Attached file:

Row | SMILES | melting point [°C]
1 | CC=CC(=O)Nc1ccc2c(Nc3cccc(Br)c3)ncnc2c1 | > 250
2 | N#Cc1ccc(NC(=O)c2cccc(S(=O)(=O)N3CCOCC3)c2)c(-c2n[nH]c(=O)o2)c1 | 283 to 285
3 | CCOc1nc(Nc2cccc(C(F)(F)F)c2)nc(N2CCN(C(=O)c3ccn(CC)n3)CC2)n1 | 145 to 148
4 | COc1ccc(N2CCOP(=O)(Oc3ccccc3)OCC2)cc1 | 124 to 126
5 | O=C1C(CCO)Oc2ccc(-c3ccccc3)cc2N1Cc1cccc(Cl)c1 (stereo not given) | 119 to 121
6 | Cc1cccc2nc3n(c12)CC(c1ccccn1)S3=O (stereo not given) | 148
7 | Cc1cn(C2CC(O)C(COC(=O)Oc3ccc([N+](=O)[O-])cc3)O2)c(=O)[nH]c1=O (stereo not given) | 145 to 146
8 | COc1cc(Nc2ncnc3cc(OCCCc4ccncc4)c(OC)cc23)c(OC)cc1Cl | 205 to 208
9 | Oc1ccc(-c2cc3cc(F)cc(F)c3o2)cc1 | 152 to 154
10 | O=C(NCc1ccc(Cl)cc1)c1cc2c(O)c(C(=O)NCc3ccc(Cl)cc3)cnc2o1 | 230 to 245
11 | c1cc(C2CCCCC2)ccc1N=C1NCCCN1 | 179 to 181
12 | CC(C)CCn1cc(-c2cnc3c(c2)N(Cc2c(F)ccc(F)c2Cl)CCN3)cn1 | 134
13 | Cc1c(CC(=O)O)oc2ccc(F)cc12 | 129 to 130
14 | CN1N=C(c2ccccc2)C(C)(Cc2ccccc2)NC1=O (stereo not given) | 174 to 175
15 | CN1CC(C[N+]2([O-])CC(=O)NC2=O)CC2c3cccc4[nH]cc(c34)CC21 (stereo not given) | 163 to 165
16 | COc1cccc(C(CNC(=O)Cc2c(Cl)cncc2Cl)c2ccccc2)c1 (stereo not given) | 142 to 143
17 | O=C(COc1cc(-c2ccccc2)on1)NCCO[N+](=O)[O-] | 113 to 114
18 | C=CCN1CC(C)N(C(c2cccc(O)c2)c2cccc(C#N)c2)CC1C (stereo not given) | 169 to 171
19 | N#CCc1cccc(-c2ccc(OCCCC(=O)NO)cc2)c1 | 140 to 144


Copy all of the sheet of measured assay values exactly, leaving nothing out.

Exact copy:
Row | SMILES | melting point [°C]
1 | CC=CC(=O)Nc1ccc2c(Nc3cccc(Br)c3)ncnc2c1 | > 250
2 | N#Cc1ccc(NC(=O)c2cccc(S(=O)(=O)N3CCOCC3)c2)c(-c2n[nH]c(=O)o2)c1 | 283 to 285
3 | CCOc1nc(Nc2cccc(C(F)(F)F)c2)nc(N2CCN(C(=O)c3ccn(CC)n3)CC2)n1 | 145 to 148
4 | COc1ccc(N2CCOP(=O)(Oc3ccccc3)OCC2)cc1 | 124 to 126
5 | O=C1C(CCO)Oc2ccc(-c3ccccc3)cc2N1Cc1cccc(Cl)c1 (stereo not given) | 119 to 121
6 | Cc1cccc2nc3n(c12)CC(c1ccccn1)S3=O (stereo not given) | 148
7 | Cc1cn(C2CC(O)C(COC(=O)Oc3ccc([N+](=O)[O-])cc3)O2)c(=O)[nH]c1=O (stereo not given) | 145 to 146
8 | COc1cc(Nc2ncnc3cc(OCCCc4ccncc4)c(OC)cc23)c(OC)cc1Cl | 205 to 208
9 | Oc1ccc(-c2cc3cc(F)cc(F)c3o2)cc1 | 152 to 154
10 | O=C(NCc1ccc(Cl)cc1)c1cc2c(O)c(C(=O)NCc3ccc(Cl)cc3)cnc2o1 | 230 to 245
11 | c1cc(C2CCCCC2)ccc1N=C1NCCCN1 | 179 to 181
12 | CC(C)CCn1cc(-c2cnc3c(c2)N(Cc2c(F)ccc(F)c2Cl)CCN3)cn1 | 134
13 | Cc1c(CC(=O)O)oc2ccc(F)cc12 | 129 to 130
14 | CN1N=C(c2ccccc2)C(C)(Cc2ccccc2)NC1=O (stereo not given) | 174 to 175
15 | CN1CC(C[N+]2([O-])CC(=O)NC2=O)CC2c3cccc4[nH]cc(c34)CC21 (stereo not given) | 163 to 165
16 | COc1cccc(C(CNC(=O)Cc2c(Cl)cncc2Cl)c2ccccc2)c1 (stereo not given) | 142 to 143
17 | O=C(COc1cc(-c2ccccc2)on1)NCCO[N+](=O)[O-] | 113 to 114
18 | C=CCN1CC(C)N(C(c2cccc(O)c2)c2cccc(C#N)c2)CC1C (stereo not given) | 169 to 171
19 | N#CCc1cccc(-c2ccc(OCCCC(=O)NO)cc2)c1 | 140 to 144